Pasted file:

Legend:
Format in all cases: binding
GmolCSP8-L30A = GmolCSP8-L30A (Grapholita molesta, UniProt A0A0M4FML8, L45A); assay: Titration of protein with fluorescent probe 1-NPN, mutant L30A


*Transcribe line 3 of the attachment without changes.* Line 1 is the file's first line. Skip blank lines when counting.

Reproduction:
GmolCSP8-L30A = GmolCSP8-L30A (Grapholita molesta, UniProt A0A0M4FML8, L45A); assay: Titration of protein with fluorescent probe 1-NPN, mutant L30A